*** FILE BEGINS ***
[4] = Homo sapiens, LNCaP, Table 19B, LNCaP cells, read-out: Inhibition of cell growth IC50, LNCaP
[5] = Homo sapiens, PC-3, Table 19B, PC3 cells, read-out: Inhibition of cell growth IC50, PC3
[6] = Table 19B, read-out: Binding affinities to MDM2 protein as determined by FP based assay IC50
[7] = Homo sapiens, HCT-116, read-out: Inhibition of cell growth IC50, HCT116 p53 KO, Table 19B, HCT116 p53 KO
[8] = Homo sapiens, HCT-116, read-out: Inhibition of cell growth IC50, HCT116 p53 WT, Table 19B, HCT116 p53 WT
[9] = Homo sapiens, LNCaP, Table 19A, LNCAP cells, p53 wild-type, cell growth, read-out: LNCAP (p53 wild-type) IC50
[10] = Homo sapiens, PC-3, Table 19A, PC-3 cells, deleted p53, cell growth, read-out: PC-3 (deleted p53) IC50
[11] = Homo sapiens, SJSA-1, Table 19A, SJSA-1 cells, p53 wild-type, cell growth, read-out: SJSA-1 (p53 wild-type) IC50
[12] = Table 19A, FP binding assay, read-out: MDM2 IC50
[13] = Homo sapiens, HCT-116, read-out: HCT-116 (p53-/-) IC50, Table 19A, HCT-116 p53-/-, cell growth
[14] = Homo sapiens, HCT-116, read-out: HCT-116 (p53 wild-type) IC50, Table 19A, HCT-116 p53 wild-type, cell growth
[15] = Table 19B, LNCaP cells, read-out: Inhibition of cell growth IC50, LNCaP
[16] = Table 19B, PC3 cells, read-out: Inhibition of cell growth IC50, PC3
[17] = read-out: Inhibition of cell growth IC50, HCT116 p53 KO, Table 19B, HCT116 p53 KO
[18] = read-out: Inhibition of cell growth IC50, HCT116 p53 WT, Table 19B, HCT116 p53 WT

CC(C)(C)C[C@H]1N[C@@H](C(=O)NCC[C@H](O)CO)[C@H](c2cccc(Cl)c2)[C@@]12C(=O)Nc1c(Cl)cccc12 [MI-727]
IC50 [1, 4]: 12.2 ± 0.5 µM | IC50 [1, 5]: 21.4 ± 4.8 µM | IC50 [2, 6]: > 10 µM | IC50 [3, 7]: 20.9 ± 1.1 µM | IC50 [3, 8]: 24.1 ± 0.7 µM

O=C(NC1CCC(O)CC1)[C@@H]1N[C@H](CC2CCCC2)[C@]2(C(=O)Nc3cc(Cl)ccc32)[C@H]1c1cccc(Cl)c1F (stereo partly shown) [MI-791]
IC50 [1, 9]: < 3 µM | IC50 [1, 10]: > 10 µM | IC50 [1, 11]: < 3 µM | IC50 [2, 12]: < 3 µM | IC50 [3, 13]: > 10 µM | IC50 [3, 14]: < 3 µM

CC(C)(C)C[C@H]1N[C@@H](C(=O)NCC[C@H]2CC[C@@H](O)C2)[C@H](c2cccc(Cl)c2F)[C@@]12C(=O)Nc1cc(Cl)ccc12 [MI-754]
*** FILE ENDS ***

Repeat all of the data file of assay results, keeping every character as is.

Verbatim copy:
[4] = Homo sapiens, LNCaP, Table 19B, LNCaP cells, read-out: Inhibition of cell growth IC50, LNCaP
[5] = Homo sapiens, PC-3, Table 19B, PC3 cells, read-out: Inhibition of cell growth IC50, PC3
[6] = Table 19B, read-out: Binding affinities to MDM2 protein as determined by FP based assay IC50
[7] = Homo sapiens, HCT-116, read-out: Inhibition of cell growth IC50, HCT116 p53 KO, Table 19B, HCT116 p53 KO
[8] = Homo sapiens, HCT-116, read-out: Inhibition of cell growth IC50, HCT116 p53 WT, Table 19B, HCT116 p53 WT
[9] = Homo sapiens, LNCaP, Table 19A, LNCAP cells, p53 wild-type, cell growth, read-out: LNCAP (p53 wild-type) IC50
[10] = Homo sapiens, PC-3, Table 19A, PC-3 cells, deleted p53, cell growth, read-out: PC-3 (deleted p53) IC50
[11] = Homo sapiens, SJSA-1, Table 19A, SJSA-1 cells, p53 wild-type, cell growth, read-out: SJSA-1 (p53 wild-type) IC50
[12] = Table 19A, FP binding assay, read-out: MDM2 IC50
[13] = Homo sapiens, HCT-116, read-out: HCT-116 (p53-/-) IC50, Table 19A, HCT-116 p53-/-, cell growth
[14] = Homo sapiens, HCT-116, read-out: HCT-116 (p53 wild-type) IC50, Table 19A, HCT-116 p53 wild-type, cell growth
[15] = Table 19B, LNCaP cells, read-out: Inhibition of cell growth IC50, LNCaP
[16] = Table 19B, PC3 cells, read-out: Inhibition of cell growth IC50, PC3
[17] = read-out: Inhibition of cell growth IC50, HCT116 p53 KO, Table 19B, HCT116 p53 KO
[18] = read-out: Inhibition of cell growth IC50, HCT116 p53 WT, Table 19B, HCT116 p53 WT

CC(C)(C)C[C@H]1N[C@@H](C(=O)NCC[C@H](O)CO)[C@H](c2cccc(Cl)c2)[C@@]12C(=O)Nc1c(Cl)cccc12 [MI-727]
IC50 [1, 4]: 12.2 ± 0.5 µM | IC50 [1, 5]: 21.4 ± 4.8 µM | IC50 [2, 6]: > 10 µM | IC50 [3, 7]: 20.9 ± 1.1 µM | IC50 [3, 8]: 24.1 ± 0.7 µM

O=C(NC1CCC(O)CC1)[C@@H]1N[C@H](CC2CCCC2)[C@]2(C(=O)Nc3cc(Cl)ccc32)[C@H]1c1cccc(Cl)c1F (stereo partly shown) [MI-791]
IC50 [1, 9]: < 3 µM | IC50 [1, 10]: > 10 µM | IC50 [1, 11]: < 3 µM | IC50 [2, 12]: < 3 µM | IC50 [3, 13]: > 10 µM | IC50 [3, 14]: < 3 µM

CC(C)(C)C[C@H]1N[C@@H](C(=O)NCC[C@H]2CC[C@@H](O)C2)[C@H](c2cccc(Cl)c2F)[C@@]12C(=O)Nc1cc(Cl)ccc12 [MI-754]